KRI'm just thinking, the University of Oregon was there certainly then. So it'sso close, why --
BWBut it, it was a different -- you would be other courses. This, you would goto business college and after so many months you could come out and get a job. To go to college it was a prolonged thing. And my folks were both high school graduates. But education was not such a big thing as it is now. Everybody has to be educated. Back then, if you could simply get a job an provide for yourself, you were doing well. Which is, so this seemed a fast track to getting something that you could make a profession out of.
KRSo the assumption was you would go and work and have a like a working career,00:14:00was that the idea?
BWYes, yes. And, as it ended up, that's how I ended up in storekeeper's schooland a storekeeper that I got in the service (laughs). I guess they knew what they were talking about.
KRSo did you come back home after Pearl Harbor or did you continue to stay in Portland?
BWNo, my folks wanted me to come home so I left. I had been rooming with anothergirl and her brother. They were from Tillamook and she was going to business college. He was going to radio-technical school of some sort. We all had an apartment together. She also, her folks wanted her to come home, so everybody -- it was a scary time. It really was a scary time. They lived over in Tillamook on the coast and that was just, you know, you didn't know what. They had the blackouts over there. You couldn't -- put up the curtains and everything at 00:15:00night. You couldn't drive your car at night over on the coast and such. So they wanted their kids to come home and my folks wanted me home. So I did come back and worked at the bank in Monroe for awhile.
KRI'm sure it was really -- you just have no idea -- something like this hadnever happened before in the United States. To be attacked by another country.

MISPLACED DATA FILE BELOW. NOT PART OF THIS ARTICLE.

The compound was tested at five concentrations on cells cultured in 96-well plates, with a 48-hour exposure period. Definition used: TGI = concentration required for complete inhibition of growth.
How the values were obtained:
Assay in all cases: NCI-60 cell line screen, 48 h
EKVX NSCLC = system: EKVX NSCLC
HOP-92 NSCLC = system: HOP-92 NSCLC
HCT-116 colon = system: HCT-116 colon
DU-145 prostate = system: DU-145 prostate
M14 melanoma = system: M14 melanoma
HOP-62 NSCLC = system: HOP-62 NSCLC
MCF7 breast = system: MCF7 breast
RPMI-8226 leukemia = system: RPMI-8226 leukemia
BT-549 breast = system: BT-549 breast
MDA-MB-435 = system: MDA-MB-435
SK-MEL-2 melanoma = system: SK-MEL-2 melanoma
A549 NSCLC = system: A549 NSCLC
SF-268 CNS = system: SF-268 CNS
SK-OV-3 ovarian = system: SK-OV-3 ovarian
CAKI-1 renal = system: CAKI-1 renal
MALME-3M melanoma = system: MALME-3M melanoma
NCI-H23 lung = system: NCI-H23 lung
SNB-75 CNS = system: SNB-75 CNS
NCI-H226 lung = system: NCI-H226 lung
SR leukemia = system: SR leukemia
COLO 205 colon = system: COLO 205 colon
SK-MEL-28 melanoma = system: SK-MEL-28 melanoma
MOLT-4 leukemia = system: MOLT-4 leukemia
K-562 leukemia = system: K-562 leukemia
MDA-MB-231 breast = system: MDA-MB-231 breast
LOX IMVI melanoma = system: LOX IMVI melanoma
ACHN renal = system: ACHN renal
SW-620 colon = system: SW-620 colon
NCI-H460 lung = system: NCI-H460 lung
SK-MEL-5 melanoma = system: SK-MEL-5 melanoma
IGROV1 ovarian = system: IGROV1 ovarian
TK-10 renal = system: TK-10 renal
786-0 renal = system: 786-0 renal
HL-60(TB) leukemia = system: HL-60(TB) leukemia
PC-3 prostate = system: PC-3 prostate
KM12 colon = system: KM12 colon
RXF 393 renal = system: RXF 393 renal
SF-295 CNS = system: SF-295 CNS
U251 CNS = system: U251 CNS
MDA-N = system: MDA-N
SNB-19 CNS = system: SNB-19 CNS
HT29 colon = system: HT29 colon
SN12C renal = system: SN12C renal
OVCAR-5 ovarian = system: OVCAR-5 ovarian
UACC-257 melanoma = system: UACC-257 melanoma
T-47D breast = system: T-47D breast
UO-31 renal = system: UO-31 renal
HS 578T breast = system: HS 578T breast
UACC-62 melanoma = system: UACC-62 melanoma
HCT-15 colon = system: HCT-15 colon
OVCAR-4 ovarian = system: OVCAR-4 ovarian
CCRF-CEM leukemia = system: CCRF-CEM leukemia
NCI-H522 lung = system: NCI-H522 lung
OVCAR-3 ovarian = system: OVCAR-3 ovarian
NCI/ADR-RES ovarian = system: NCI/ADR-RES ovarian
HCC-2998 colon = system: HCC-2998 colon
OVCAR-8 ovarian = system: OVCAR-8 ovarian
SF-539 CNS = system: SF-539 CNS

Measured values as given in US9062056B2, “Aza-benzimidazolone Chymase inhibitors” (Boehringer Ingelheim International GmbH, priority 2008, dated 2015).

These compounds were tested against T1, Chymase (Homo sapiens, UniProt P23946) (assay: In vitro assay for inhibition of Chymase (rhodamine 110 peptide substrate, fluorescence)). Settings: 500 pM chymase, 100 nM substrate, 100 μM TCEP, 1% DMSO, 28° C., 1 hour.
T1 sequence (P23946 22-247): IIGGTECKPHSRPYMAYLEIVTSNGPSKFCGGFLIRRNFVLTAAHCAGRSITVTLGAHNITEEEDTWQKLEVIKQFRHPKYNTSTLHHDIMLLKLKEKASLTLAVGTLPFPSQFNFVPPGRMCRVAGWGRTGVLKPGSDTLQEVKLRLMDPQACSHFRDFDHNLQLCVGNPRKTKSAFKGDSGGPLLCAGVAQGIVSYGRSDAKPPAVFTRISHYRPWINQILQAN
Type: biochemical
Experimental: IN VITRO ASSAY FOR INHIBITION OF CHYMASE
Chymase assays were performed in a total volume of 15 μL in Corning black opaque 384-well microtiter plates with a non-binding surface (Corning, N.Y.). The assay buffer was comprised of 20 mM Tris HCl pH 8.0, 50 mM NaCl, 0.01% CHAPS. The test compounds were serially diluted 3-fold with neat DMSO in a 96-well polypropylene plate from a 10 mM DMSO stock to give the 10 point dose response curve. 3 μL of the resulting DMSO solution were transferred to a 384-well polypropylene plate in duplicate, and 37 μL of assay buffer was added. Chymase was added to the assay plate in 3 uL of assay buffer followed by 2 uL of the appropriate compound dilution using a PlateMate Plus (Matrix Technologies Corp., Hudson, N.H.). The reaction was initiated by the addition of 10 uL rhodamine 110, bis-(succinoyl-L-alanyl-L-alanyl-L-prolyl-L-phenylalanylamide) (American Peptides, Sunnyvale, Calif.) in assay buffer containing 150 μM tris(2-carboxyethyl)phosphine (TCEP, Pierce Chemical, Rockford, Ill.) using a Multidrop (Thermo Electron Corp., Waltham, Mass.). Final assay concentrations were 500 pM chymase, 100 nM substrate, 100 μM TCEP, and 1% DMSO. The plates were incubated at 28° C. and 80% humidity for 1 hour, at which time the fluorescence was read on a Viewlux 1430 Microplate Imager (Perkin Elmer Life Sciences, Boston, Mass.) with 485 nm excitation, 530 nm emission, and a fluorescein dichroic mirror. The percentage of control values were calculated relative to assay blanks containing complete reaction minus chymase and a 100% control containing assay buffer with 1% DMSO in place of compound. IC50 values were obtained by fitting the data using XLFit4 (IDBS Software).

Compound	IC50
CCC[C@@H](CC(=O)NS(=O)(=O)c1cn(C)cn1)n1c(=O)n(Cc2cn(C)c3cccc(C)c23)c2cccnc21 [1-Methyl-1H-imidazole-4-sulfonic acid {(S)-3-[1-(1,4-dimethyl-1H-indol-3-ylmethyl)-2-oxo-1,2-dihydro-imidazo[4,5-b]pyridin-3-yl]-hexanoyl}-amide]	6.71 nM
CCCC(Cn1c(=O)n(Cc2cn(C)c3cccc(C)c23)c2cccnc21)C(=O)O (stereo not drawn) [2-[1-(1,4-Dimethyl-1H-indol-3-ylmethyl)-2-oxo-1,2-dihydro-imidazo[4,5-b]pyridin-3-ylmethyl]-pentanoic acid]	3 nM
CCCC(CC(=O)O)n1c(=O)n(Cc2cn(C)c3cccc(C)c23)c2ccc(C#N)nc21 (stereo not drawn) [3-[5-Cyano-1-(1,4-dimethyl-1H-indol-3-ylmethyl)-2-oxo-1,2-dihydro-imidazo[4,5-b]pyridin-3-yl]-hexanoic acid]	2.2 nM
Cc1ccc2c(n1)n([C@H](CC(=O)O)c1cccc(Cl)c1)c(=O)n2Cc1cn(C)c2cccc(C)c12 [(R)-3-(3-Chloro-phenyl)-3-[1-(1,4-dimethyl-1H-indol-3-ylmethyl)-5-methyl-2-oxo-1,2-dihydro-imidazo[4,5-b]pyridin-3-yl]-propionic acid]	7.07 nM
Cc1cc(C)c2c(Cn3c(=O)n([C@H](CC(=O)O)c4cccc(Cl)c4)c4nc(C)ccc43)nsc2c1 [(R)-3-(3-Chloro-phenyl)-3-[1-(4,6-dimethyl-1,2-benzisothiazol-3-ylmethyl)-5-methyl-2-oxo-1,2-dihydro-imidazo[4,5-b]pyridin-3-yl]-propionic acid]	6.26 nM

BWAnd, you know, this is kind of off the side, people are just, "It was soterrible what they did to the Japanese," and yes in that respect it was. But. That period of time, they were, they had submarines along the coast. They bombed up in Astoria. They bombed -- had incendiary bombs in Southern Oregon and a couple of people were killed because of that. They had, the Coast Guard had horse patrols up and down the beach. They had big gun emplacements on all the banks along the coast over there. There were submarines spotted along the coast. 00:16:00Nobody knew, there might be an invasion of some sort. Or maybe not invasion so much, there used to be the fifth column was the thing. That would be the subversives that came in. And you never knew, one of the themes at that point was "loose lips sink ships." Consequently, you didn't talk about anything because you didn't want maybe the enemy to get some information about it. So it was scary. They had dog patrols. The Coast Guard walked the beaches with police dogs besides horse patrol watching for submarines or possibly some invasion of some sort. And it really was scary. Nothing that -- we had always had such a secure life here in the valley. Or here in the state. So consequently, when they sent the Japanese off to the camps. Well, a good fellow by the name of Eugene 00:17:00Davidson, he's a survivor of the Bataan Death March, lives over here by Alpine -- and he worked in the shipyards in Portland. One of the Japanese fellows who worked with him in the shipyards at Portland, at the death march, who should be one of the people but the fellow he had worked with in Portland. And because he knew Gene, he particularly took it out on him. And Gene is still alive today. So there were a lot of subversives. A lot of the Japanese loyalty was still to Japan. They lived here, but their loyalty was to the home country. Just like the Irish have the loyalty to there. Consequently, there was a lot of subversive action going on. Now, it looks like it was a terrible thing. But at the time we were talking survival. They had hit us at Pearl Harbor. Who knew where they were going to hit us next? So, it it now looks bad, but at the time it wasn't. 00:18:00